Developmental Temporality

6 January 2014

Monday


Time flies, as we say, and as it flies we develop temporally, passing through stages of time consciousness.

Time flies, as we say, and as it flies we develop temporally, passing through stages of time consciousness.

The Idea of Developmental Temporality

The idea of developmental temporality seems very simple to me, but I have learned from experience that the things I find to be intuitively obvious are anything but to others, in the same way that the ideas that others take for granted come slowly to me, and I often must pass through my own developmental process of misunderstanding another’s ideas in several different ways before I can begin to really focus on the intended meaning.

There are many theories of developmental psychology to describe the life of the individual, and there are also many theories of civilizational development to account for the life cycle of a civilization — though the theories of development applicable to entire civilizations are not usually conceived in developmental terms. There is, in fact, a reason that civilizations are not usually viewed in a developmental light, which is because it has become morally unacceptable in our time to make a distinction in the level of development of civilizations because this implies comparison, and comparisons among civilizations evoke the idea of colonialist paternalism. To speak of civilizations in developmental terms runs the risk of encountering moral outrage for ranking civilizations at a time when all civilizations are understood to be equal (though some are more equal than others).

Most well known among these theories of development are Piaget’s cognitive developmental stages, Erikson’s psychosocial developmental stages, and Vygotsky’s theory of zones of proximal development, all of which I have discussed in other contexts (cf., e.g., The Hierarchy of Perspective Taking). Piaget’s cognitive approach has come in for a lot of criticism because it focuses on intellectual development and does not concern itself with emotional or social development. Erikson’s stages of psychosocial development still have a bit of currency, though many more sophisticated theories have refined the work of Piaget, Erikson, and Vygotsky.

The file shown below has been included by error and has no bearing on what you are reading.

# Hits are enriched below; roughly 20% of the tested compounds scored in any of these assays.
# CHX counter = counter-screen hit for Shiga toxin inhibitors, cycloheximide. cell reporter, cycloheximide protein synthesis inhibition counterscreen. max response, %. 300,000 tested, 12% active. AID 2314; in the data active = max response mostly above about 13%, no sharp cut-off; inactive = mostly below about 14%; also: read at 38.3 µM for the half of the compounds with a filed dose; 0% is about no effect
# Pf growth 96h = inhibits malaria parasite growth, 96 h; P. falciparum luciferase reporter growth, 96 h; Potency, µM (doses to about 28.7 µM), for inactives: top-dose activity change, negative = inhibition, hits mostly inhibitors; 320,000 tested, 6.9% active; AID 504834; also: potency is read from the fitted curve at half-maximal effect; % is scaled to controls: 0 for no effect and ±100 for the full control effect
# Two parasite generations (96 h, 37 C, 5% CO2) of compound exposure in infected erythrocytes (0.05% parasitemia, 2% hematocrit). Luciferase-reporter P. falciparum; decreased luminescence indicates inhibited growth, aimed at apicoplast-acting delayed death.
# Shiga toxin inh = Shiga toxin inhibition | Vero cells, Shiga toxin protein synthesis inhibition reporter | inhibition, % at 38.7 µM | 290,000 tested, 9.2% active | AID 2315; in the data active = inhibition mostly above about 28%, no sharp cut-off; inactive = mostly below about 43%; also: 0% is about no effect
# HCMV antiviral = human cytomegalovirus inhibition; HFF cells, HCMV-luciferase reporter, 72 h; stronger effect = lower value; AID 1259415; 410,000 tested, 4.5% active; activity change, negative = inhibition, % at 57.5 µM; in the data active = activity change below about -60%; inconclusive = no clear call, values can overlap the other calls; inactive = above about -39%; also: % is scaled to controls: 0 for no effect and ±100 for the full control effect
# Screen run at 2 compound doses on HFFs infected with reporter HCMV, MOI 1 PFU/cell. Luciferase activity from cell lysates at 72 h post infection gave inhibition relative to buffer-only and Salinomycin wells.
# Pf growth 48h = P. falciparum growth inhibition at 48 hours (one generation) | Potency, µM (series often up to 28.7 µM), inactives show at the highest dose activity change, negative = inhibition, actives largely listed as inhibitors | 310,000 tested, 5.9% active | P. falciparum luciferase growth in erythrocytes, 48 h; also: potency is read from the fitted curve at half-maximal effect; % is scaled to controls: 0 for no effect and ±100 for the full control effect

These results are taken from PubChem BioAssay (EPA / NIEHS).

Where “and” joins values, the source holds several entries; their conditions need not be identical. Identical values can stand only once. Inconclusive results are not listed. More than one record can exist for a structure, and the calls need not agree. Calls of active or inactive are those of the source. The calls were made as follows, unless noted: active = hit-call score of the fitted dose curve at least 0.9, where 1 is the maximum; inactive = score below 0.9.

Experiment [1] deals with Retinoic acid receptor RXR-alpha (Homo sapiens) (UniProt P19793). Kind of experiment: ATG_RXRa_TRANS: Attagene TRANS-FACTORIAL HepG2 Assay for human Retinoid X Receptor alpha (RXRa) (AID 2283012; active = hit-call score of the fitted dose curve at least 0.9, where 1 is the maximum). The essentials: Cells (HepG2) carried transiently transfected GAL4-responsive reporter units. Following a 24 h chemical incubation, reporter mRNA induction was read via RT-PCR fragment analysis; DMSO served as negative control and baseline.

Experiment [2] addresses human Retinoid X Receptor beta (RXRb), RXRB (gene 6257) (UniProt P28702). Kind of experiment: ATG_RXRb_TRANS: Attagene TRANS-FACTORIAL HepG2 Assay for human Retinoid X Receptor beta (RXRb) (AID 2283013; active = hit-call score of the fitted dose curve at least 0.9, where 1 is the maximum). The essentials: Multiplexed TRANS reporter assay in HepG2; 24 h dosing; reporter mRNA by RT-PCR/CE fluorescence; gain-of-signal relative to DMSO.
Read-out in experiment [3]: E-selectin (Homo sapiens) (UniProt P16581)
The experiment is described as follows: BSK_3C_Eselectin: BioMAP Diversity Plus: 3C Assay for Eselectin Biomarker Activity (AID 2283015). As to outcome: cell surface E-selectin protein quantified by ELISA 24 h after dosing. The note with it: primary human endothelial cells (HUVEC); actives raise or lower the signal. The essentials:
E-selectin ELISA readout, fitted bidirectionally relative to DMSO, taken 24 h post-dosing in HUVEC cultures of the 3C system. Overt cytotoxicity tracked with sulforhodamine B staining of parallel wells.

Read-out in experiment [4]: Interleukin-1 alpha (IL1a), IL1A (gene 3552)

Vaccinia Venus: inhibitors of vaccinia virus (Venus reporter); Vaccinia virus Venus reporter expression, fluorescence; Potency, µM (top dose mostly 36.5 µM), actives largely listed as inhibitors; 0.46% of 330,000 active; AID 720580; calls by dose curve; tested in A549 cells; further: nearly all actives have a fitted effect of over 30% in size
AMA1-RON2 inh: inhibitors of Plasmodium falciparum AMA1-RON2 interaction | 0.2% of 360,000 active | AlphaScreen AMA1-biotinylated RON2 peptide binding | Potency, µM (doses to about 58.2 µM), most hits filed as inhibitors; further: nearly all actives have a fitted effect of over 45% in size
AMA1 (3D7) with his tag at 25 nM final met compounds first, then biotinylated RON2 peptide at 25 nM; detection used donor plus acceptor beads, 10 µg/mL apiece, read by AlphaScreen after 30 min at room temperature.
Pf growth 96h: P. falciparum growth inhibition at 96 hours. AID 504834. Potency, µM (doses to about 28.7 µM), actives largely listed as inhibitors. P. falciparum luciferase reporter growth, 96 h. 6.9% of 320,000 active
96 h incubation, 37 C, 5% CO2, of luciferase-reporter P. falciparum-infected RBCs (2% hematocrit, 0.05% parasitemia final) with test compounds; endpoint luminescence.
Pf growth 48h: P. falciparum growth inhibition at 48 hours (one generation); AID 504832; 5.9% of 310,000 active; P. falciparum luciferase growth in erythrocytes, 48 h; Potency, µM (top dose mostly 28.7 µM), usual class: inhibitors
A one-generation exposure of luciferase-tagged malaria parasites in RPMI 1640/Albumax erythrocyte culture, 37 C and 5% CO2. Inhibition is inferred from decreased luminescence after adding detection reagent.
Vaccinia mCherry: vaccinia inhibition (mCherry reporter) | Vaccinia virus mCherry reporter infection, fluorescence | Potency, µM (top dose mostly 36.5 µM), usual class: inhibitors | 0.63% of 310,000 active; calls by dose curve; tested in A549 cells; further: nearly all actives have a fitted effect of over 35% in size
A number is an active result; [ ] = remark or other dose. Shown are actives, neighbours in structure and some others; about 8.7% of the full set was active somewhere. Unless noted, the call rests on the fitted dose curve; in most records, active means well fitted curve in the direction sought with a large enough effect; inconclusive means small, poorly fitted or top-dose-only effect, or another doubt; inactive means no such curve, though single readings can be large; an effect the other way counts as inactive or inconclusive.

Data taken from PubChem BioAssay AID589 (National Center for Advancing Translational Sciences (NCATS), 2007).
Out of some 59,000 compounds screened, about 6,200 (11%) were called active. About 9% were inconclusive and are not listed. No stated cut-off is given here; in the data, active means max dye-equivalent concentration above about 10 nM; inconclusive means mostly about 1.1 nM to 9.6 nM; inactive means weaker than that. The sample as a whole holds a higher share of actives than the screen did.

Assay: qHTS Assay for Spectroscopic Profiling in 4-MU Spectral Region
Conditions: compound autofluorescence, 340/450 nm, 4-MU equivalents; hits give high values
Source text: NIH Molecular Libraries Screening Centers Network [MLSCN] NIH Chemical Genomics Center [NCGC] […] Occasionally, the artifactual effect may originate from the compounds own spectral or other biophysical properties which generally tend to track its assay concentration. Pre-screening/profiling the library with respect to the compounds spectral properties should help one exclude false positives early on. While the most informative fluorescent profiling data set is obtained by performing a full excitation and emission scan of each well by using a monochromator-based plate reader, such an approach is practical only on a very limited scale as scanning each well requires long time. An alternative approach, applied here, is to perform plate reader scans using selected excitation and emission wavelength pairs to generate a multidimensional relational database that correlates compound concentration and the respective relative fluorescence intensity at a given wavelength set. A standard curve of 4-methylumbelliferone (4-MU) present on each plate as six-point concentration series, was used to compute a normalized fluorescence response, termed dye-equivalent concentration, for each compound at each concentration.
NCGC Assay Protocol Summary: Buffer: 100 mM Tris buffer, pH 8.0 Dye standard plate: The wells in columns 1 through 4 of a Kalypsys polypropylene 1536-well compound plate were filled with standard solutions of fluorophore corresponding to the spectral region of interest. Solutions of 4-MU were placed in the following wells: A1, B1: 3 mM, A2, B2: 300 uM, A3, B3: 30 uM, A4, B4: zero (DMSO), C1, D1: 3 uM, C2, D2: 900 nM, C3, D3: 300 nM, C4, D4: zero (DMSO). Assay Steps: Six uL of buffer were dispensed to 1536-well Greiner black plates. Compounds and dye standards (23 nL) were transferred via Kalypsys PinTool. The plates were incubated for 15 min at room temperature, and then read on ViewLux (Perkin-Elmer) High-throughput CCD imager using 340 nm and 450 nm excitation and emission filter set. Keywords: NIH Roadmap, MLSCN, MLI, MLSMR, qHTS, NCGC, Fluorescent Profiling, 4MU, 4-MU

I don’t know of anyone who has formulated a developmental psychology of time-consciousness, although such a schema is implicit in Husserl’s phenomenology of time consciousness and in other accounts of time and history. (I cite Husserl because it is his account of time that has most influenced me.) The idea of developmental temporality is that our time consciousness, like our intellect, our emotions, our social life, and other aspects of the individual personality, passes through stages of development, and given that the temporality of social wholes emerges from shared temporality, the temporality of social wholes also undergoes a developmental process (cf. The Origins of Time).

Time consciousness at its greatest extent passes imperceptibly into historical consciousness, which is an extension and expansion of time consciousness; there is no absolute distinction between time consciousness and historical consciousness. It would be possible to write a minute-by-minute history of a single day (some works of literature are famous for this technique) so that a period of time within the scope of human time consciousness is treated in terms of historical consciousness. This relationship between time consciousness and historical consciousness is not strictly symmetrical, since there are limits to the extent to which we can expand time consciousness, and the longest spans of time studied by scientific historiography — the time scales of biology, geology, and cosmology — cannot equally well be treated in temporal and historical terms.

The Seven Ages of Man ('As You Like It', Act II Scene 7), 1838,  William Mulready, born 1786 - died 1863